Women in International Law Network

The Olive Schill Society


Cecelia Goetz: First female Prosecutor at the Nuremberg Trials

by Camille Talbot

After celebrating the seventieth birthday of the Nuremberg Trials last year, it is time to praise the people who have participated in fighting impunity after the Second World War. With this in mind, WILNET honours Cecelia Goetz, the first woman prosecutor at the Nuremberg Trials. Camille Talbot (University College London) highlights the key parts of her life and her contributions to international law practice.

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IntLawGrrls 10th Year Anniversary Conference: “We have come a long way baby!”

by Işıl Aral

IntLawGrrls celebrated its 10th year anniversary on the 3rd of March 2017 with a Conference at the University of Georgia. The Conference opened on the 2nd of March with the screening of Sundance-selected documentary 500 Years directed by Pamela Yates, shedding light on the resistance of Mayan people against the violent and repressive military measures of the Guatemalan government in recent history. The next day, all participants gathered at the Dean Rusk International Law Center at the University of Georgia. With more than 60 presentations, the Conference offered a great range of subject diversity and women took the floor to have their say on almost every subject of international law. This diversity was equally valid for the participants, who had travelled from all around world including from Japan, Australia, Denmark, Kosovo, North and South America.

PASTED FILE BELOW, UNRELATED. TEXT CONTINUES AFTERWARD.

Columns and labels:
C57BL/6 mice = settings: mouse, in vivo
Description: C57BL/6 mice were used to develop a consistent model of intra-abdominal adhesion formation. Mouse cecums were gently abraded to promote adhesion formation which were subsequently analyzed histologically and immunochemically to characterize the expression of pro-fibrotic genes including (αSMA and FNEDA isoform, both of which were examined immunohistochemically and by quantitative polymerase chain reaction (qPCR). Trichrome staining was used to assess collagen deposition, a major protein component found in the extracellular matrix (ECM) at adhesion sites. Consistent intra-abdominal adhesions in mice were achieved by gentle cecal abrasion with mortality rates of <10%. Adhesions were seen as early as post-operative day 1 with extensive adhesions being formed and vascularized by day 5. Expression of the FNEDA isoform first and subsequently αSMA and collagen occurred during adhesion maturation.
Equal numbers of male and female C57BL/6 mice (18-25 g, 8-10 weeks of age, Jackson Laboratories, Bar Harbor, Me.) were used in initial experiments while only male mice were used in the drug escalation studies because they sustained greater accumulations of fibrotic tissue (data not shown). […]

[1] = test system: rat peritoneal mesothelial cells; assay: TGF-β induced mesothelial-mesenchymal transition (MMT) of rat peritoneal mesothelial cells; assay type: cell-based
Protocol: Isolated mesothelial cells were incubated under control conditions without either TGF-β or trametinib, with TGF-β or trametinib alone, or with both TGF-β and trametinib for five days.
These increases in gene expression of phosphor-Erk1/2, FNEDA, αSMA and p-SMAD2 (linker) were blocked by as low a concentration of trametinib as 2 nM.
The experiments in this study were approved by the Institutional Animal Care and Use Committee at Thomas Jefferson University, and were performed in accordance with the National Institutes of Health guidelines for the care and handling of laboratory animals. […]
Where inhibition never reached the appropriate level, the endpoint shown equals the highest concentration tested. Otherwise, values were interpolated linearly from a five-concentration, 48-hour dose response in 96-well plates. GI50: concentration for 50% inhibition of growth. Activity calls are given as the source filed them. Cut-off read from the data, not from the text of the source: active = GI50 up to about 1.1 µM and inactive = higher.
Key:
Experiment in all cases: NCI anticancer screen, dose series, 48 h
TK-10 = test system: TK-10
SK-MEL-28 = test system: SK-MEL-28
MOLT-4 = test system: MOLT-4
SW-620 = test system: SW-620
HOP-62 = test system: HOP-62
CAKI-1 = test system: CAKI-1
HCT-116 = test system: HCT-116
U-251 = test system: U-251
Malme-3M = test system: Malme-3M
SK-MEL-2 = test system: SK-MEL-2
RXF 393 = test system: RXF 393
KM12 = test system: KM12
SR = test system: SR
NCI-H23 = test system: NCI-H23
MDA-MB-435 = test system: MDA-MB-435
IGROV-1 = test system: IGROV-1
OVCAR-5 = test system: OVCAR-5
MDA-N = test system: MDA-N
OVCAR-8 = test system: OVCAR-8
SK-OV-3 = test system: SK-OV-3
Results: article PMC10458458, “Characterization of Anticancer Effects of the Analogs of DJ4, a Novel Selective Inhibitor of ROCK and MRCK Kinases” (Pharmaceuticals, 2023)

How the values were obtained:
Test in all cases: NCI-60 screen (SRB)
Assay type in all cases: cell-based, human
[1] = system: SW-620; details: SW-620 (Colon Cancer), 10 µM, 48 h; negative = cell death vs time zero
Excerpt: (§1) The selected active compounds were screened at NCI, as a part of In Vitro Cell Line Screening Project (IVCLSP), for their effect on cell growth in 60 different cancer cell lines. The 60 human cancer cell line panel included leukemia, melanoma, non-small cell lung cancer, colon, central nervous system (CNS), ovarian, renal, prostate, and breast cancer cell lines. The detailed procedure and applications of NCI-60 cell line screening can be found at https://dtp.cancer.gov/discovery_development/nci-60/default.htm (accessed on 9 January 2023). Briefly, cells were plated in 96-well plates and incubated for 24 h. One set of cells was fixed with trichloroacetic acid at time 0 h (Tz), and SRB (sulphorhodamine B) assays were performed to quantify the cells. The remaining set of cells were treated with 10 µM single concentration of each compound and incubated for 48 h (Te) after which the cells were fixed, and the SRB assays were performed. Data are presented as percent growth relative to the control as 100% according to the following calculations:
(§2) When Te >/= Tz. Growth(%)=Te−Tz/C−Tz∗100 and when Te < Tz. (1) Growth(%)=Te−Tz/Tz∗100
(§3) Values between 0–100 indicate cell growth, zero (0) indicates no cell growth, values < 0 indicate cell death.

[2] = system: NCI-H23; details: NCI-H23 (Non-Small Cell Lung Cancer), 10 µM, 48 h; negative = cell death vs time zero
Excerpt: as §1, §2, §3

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WILNET interviews Başak Çalı

WILNET’s Işıl Aral interviewed Başak Çalı, Professor of International Law at the Hertie School of Governance, Founding Director of the Center for Global Public Law at Koç University, Istanbul, and Secretary General of the European Society of International Law (ESIL).

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Gender Equality – A Latin American Contribution to the United Nations

by Elise Luhr Dietrichson and Fatima Sator

The foundations of gender equality, which are central to global governance today, can be traced back to the effective diplomatic skills of Latin American women delegates at the conference that agreed to the United Nations (UN) Charter. This piece, by SOAS researchers Elise Luhr Dietrichson and Fatima Sator, is an adaptation of a contribution to Le Monde Diplomatique entitled ‘Les oubliées de San Francisco’.
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Helena Swanwick: a woman of International Law

by Sara De Vido

We continue our series of biographies of women in international law with an analysis of the figure of Helena Swanwick by Sara De Vido. During the First World War Helena Swanwick extensively campaigned for peace, and wrote on women’s rights and the system of collective security of the League of Nations.

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